ISLAMABAD: Pakistan on Saturday rejected Afghan President Hamid Karzai’s claim that a suicide bombing that wounded his intelligence chief was planned in the Pakistani city of Quetta.
A spokesman of the Pakistani foreign ministry said that the Afghan government should share information or evidence it might have about the attack before it starts leveling charges.
“Before levelling charges, the Afghan government would do well if they shared information or evidence with the government of Pakistan that they might have with regard to the cowardly attack on (Khalid),” said the spokesman.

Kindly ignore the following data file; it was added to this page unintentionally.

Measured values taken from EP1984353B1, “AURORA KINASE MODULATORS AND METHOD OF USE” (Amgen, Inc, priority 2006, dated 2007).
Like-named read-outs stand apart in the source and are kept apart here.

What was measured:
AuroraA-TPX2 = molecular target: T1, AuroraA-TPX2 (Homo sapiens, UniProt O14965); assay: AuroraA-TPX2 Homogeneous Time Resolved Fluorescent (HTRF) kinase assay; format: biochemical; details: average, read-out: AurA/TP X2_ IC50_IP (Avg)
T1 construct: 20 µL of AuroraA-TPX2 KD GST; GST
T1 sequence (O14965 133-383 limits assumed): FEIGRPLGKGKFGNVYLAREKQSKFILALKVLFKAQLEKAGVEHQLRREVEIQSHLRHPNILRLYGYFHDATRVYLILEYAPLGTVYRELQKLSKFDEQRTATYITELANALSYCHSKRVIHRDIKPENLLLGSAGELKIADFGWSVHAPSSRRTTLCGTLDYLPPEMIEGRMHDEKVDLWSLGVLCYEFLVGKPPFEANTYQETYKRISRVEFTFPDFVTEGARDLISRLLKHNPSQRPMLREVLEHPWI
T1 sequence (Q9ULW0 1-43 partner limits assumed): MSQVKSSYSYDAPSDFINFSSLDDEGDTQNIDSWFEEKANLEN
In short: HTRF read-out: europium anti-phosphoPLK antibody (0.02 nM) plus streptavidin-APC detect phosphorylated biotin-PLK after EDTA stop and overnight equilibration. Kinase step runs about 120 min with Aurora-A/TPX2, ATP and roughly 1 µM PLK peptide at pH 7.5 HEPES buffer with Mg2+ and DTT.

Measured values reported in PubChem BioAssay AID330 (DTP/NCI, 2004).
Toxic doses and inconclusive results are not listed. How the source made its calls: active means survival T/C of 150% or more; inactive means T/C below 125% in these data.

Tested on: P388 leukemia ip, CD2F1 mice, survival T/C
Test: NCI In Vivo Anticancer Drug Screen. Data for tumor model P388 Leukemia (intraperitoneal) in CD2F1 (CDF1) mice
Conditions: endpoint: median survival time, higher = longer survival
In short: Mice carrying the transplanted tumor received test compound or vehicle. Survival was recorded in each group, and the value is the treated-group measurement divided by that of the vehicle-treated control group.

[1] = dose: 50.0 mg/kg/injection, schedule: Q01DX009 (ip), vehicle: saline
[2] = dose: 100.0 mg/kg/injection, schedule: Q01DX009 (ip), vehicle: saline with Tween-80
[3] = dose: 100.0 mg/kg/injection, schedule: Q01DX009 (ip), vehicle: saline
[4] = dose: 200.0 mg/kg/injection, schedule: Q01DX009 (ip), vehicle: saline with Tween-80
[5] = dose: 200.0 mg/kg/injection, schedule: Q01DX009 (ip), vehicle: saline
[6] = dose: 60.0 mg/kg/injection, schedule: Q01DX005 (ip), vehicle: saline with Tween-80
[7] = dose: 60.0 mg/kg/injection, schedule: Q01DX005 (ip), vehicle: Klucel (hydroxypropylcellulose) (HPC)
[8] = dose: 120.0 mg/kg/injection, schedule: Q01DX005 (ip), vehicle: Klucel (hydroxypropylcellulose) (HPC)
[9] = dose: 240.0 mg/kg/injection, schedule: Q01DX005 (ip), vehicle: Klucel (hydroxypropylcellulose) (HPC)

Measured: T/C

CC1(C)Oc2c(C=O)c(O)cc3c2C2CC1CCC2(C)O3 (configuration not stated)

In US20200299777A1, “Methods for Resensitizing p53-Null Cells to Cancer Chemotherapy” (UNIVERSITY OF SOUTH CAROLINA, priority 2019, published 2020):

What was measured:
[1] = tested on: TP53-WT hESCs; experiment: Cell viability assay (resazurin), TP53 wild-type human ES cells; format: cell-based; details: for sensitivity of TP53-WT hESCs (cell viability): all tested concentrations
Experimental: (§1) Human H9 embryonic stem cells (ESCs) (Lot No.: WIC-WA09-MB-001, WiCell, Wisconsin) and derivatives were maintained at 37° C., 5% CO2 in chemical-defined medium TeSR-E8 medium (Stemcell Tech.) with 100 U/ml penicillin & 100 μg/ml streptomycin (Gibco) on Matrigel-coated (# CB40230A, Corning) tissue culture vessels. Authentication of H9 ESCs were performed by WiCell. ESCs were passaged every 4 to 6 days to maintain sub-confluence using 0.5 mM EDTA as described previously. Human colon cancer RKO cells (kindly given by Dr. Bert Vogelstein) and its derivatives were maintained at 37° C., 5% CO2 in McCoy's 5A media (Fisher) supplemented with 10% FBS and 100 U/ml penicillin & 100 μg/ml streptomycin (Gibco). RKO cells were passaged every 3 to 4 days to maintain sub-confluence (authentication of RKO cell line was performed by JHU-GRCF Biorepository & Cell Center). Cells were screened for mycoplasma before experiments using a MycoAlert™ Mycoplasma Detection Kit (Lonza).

Earlier, President Karzai stopped short of blaming the Pakistani government directly. But he told a news conference he would raise the issue with Islamabad.
The ministry also offered to help the Afghan government investigate any lapses it had in the intelligence chief's security. “They would also do well by ordering an investigation into any lapses in the security arrangements around (Khalid),” said the spokesman.
On Thursday, a suicide bomber posing as a peace messenger wounded Afghanistan’s intelligence chief, Asadullah Khalid, in another sign that the Afghan government is struggling to improve security ahead of the withdrawal of Nato combat troops by the end of 2014.
The Afghan Taliban claimed responsibility for the operation, although it often makes exaggerated claims about attacks on foreign troops or government targets.